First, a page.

Drizzle olive oil over sliced bread and brown on both sides in your broiler. Smear fresh goat cheese, ricotta, mascarpone or even cream cheese on top. I use Portland Creamery’s fresh goat cheese marinated in olive oil with herbs. Top with a salad of favas, sliced radishes, olive oil, sea salt and pepper and even a tiny amount of lemon zest. I garnished my tartines with agretti, a seldom-used plant that is popular in Italy. It is also known as saltwort or friar’s beard. Groundworks Organics, a Eugene, Oregon farm described it as similar to sea beans only less salty.


A quick ‘raw’ salad of shaved purple asparagus (obviously you can substitute green asparagus), sliced snap peas, fava beans, and radishes tossed with fresh lemon juice, extra virgin olive oil, shaved pecorino cheese and pluches of chervil from my spring garden. I shaved the asparagus using a mandolin BUT you can use a vegetable peeler just as easily.


Though, perhaps the most complex of the three recipes, this is very much a home dish rather than something to be eaten in a restaurant. Chefs would complicate its simplicity and remove the very virtue that makes it great. As I prepared this quick soup, my mother’s voice haunted me. When I was a budding chef I always made soups using some form of a stock as the base. My mother would question me why, opting for the more French method of simply using water. 40 years later I hate to admit, but she is right. Water is much more neutral in flavor and allows the ingredients to truly shine.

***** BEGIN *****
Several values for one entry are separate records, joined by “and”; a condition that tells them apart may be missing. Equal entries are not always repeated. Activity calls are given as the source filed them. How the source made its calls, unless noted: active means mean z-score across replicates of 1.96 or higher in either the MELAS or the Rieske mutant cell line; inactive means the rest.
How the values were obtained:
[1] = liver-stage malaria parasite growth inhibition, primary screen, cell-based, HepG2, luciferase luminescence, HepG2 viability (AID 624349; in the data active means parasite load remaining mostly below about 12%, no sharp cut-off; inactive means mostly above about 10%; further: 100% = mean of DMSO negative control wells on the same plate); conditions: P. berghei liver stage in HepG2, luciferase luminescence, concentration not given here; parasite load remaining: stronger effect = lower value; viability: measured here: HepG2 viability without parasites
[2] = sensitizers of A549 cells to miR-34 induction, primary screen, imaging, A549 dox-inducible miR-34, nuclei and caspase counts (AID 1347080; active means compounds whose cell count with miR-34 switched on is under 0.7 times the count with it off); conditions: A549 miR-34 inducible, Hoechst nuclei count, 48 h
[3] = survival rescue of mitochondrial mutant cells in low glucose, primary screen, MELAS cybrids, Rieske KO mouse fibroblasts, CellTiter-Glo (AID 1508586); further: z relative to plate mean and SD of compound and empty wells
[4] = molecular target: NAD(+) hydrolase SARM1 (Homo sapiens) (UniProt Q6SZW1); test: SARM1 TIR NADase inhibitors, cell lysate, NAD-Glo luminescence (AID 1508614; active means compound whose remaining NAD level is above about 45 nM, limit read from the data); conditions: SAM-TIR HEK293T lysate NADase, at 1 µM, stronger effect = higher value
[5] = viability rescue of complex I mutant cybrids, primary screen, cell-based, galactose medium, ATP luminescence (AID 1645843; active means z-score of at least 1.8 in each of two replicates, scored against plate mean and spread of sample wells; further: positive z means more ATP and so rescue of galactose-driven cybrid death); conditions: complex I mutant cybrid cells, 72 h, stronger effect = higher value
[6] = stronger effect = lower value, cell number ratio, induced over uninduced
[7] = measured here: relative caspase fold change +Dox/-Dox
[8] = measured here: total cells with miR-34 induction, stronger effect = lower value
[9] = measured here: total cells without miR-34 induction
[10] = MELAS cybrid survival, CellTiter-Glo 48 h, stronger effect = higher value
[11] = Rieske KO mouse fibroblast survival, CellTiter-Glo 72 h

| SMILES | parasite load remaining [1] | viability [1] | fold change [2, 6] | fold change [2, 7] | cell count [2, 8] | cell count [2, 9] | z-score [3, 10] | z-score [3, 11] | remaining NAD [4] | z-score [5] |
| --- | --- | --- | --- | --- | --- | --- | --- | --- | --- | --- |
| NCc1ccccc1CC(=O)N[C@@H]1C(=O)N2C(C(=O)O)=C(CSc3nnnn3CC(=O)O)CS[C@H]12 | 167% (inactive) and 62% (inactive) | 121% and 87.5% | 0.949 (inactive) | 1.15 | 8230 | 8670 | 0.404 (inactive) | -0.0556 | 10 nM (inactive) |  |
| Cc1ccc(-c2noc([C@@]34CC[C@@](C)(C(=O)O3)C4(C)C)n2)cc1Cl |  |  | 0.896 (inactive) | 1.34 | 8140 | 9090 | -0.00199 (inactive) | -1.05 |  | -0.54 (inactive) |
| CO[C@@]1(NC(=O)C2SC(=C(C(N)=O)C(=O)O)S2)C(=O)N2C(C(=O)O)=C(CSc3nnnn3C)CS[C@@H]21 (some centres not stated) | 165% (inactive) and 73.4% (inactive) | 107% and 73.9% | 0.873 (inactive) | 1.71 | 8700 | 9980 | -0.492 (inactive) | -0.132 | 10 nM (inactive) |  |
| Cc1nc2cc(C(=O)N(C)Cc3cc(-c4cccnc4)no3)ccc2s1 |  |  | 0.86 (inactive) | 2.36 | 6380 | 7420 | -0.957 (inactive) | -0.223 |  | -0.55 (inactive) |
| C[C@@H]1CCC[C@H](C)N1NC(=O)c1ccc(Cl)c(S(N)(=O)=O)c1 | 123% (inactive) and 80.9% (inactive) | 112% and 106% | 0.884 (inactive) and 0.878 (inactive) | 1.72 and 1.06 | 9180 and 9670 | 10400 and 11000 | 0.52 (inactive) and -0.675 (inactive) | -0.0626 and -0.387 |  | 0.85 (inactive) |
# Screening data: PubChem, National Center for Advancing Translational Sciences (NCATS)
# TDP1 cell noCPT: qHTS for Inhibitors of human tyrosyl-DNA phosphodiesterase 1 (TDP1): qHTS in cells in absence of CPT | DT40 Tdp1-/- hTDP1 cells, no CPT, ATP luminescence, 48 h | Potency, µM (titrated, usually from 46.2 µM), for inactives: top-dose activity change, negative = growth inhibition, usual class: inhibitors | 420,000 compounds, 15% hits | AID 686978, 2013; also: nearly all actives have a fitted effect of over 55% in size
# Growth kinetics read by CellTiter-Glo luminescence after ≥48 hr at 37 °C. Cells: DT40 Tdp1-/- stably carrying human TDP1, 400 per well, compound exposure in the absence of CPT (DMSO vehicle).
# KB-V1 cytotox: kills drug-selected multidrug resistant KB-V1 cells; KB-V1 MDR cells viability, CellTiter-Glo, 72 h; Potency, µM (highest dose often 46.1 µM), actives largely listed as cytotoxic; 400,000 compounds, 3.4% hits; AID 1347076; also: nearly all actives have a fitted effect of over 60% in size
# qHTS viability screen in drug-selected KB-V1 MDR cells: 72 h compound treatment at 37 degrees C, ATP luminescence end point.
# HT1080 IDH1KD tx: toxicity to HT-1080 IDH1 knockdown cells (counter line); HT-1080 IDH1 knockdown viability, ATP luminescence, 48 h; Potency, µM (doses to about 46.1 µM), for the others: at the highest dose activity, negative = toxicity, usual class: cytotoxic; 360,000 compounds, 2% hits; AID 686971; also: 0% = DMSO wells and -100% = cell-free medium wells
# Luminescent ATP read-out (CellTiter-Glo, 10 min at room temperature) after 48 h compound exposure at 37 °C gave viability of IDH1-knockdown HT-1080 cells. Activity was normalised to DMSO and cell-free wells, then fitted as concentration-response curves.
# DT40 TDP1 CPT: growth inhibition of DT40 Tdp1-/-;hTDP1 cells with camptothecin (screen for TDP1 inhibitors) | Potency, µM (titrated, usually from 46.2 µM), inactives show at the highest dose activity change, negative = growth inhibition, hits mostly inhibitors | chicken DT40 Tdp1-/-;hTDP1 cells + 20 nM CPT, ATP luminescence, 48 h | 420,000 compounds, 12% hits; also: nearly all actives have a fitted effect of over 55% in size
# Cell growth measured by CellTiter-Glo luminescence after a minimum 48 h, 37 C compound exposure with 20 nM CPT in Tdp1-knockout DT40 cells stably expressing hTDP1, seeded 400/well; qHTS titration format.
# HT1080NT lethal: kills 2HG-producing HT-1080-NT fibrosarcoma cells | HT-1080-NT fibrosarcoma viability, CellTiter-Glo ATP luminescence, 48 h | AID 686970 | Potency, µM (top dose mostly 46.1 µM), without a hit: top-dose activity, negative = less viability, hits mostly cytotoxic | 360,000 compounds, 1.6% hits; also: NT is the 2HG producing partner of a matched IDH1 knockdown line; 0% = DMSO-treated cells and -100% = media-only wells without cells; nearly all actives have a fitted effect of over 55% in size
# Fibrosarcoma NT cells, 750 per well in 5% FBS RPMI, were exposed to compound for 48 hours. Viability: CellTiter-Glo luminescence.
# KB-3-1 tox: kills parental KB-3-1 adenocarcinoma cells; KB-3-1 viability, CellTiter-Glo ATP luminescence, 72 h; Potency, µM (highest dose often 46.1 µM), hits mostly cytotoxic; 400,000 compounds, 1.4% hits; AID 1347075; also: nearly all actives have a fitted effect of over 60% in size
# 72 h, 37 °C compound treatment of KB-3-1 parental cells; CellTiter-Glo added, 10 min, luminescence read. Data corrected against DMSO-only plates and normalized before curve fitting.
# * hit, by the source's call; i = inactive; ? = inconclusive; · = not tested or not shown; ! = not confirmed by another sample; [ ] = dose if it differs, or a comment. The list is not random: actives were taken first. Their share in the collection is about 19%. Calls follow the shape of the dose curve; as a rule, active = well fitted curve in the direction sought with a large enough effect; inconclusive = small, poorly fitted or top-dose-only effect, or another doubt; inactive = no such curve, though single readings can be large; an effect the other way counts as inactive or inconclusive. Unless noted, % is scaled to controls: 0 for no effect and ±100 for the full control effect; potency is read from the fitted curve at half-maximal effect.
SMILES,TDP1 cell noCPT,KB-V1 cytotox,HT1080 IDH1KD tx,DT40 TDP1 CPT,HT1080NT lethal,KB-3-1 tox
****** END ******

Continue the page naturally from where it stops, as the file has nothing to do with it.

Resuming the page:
On the way home from the Portland farmer’s market I stopped at Edelweiss, a small German butcher shop with a selection of specks to buy. I opted for Margen speck, a slightly salty and smoky bacon as good eaten raw as lightly cooked. I cut five thin slices two inches by one inch to garnish my soup with.

The recipe is simple but has a few more steps and ingredients than the previous two.

Springtime soup of Fava Beans, Spring Onions, and Smoked Bacon

Servings 4


  • 1 tablespoon butter
  • 5 slices bacon
  • 2 spring onions sliced
  • 4 cups of water
  • 2 pounds fava beans — shuck blanched and peeled
  • 1/2 cup cream
  • 2 egg yolks
  • 1/2 lemon squeezed
  • chervil to garnish


  1. Melt butter in a non-reactive pot, and add bacon, gently cooking for five minutes, low enough so the bacon does not color at all.
  2. Add spring onions, and continue to cook till tender and wilted, about five minutes on low heat.
  3. Add water, bring to boil, and let simmer for ten minutes.
  4. Reserve one tablespoon of favas and bacon for a garnish, then put remaining fava beans and broth into a blender and puree till smooth.
  5. Add cream, egg yolks, and lemon juice and continue pureeing till smooth and creamy.
  6. Pour into warmed soup bowls and garnish with chervil, reserved favas, and bacon.

Recipe Notes

If you need to reheat, do so gently as to prevent egg yolks from scrambling.

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My earliest attempt at cookery began with the filleting of my sister's goldfish at age 2 and cooking my pet rabbits by age 7. Life has been downhill ever since.